STORY: Vikram Aditya, an extremely well-known palmist, despite trying hard not to, falls in love with Dr. Prerana. While he predicts a long and bright future for her, it seems like destiny has something else in the store, or does it?
REVIEW: A set of scientists reach out to Guru Paramhansa (Satya Raj), who is running a Vedic school of sorts. There’s a visible conflict between him and one of the scientists who questions his deep belief and study in astrology and palmistry. The sequence introduces the audience to Vikram Aditya (Prabhas) who is called ‘India ke Nostradamus’ in the film, and whose predictions never go wrong.
Vikram claims throughout the film that he does not have a love-line and wants flirtationship and not a relationship. And yet, he falls in love with Dr. Prerana (Pooja Hegde) – a girl who is fighting some inevitable circumstances in her life (any more details will give away the plot). The dichotomy here is Vikram Aditya’s reading of her palm that indicates a bright future while the events in her life are pointing to a different direction.
The story attempts to drive home a point that no science is absolute and 100 percent accurate; and that there’s always a small but bright chance to change your destiny with karma. And this applies to even the world’s best palm-readers. However, in a run-time of about 140 minutes, which also seems tediously long, the core thought doesn’t reach its desired mark. Hence, the film fails to create the impact it could have with all the apparatus it had at its disposal, including well-known names in each technical department and a bunch of good artistes.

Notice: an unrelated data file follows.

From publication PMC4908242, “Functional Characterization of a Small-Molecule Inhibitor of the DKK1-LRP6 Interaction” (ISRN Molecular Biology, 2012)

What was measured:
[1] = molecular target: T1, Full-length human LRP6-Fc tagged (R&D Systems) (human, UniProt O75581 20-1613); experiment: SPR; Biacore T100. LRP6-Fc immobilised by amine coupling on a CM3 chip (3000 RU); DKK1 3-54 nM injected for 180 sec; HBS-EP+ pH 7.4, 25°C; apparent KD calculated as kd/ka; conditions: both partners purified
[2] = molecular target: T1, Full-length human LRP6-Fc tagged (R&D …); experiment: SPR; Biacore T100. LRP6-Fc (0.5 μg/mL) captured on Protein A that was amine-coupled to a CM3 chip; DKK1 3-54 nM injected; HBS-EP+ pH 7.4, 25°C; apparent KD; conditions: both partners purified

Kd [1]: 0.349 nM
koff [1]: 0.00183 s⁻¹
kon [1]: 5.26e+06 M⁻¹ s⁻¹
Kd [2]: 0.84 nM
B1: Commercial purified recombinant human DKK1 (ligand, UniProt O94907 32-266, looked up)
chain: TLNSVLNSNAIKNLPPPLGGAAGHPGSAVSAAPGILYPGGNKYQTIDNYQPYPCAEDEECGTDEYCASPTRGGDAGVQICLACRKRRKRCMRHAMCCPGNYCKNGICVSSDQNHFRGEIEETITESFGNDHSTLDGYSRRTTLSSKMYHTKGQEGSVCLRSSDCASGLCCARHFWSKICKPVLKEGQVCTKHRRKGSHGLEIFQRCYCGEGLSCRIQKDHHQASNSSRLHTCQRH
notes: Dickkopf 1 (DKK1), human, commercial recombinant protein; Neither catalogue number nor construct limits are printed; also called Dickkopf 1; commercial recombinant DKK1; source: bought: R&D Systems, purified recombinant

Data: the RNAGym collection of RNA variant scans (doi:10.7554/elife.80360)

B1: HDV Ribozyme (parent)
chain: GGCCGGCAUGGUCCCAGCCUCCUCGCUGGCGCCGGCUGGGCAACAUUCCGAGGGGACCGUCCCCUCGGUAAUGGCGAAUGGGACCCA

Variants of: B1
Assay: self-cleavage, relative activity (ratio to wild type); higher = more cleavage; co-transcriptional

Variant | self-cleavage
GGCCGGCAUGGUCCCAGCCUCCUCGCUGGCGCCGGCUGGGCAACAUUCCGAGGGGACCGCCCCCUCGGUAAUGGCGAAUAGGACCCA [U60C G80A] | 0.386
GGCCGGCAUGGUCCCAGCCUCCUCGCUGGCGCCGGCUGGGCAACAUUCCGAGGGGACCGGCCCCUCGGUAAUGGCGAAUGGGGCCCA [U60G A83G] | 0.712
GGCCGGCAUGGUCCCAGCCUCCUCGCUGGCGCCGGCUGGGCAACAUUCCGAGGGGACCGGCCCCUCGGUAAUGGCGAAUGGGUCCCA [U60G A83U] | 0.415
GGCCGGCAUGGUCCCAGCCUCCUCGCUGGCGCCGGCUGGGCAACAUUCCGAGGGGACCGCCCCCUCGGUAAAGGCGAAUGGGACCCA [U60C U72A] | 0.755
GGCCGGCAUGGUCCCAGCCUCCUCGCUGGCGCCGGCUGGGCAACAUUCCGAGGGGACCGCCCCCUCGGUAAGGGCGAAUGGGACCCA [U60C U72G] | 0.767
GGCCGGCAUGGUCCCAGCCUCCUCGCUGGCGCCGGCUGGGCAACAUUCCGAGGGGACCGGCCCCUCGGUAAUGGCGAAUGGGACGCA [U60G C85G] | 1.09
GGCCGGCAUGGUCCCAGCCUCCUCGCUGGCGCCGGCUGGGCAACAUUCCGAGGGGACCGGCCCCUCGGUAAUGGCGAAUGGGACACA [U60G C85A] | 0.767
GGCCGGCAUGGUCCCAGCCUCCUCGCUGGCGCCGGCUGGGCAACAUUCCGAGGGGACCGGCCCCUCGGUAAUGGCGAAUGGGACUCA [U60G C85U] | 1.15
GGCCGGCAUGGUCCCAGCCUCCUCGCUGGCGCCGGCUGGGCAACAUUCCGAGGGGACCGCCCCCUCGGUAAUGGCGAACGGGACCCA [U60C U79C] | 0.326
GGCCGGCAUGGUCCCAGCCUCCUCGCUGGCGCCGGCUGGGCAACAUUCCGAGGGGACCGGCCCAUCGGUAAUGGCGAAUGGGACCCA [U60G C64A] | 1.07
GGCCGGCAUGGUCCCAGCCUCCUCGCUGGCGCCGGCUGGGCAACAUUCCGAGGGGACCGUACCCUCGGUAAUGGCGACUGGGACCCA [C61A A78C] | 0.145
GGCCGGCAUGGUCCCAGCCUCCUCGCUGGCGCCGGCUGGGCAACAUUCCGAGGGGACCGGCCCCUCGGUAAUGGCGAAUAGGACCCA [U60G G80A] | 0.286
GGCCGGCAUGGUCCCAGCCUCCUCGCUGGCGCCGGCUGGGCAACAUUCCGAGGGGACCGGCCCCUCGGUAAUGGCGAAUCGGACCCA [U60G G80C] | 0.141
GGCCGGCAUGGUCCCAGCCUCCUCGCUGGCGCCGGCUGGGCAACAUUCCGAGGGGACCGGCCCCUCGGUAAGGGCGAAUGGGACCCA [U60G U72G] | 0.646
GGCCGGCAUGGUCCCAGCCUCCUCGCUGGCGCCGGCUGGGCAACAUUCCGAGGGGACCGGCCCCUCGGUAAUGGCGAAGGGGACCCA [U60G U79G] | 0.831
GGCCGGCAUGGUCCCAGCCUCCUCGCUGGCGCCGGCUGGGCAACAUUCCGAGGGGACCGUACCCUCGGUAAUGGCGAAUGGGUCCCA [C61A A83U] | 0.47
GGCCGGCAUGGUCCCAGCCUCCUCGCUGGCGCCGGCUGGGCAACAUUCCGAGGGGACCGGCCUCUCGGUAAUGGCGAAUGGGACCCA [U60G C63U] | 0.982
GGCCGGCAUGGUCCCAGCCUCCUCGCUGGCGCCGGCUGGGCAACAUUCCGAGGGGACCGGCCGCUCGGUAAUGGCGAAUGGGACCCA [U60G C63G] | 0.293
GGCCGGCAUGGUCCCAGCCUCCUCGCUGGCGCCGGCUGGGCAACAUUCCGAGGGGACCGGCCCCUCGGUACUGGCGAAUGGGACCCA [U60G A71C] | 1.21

The bland chemistry between Pooja and Prabhas is a deterrent in this love story, and sadly, their characters have not been etched with enough depth, clarity or reasoning. This also impacts their individual performances, although the actors have made an effort to play their parts convincingly. The screenplay is cluttered with pointless moments, characters who don’t serve the story, and several unexplained situations that leave you wondering how and why.
The film has been shot on a grand scale in different parts of Europe, lending it a fairytale-like appearance which is a plus. It does offer a grand visual treat. The music by Mithoon, Amaal Mallik and Manan Bhardwaj blends well with the backdrop of the story.
The picturisation of some of the songs reminds you of the good ol’e music videos made several years ago. The VFX deserves an applause, and adds to the visual quality of the film. But all of this barely salvages this love story whose destiny could have really been something else.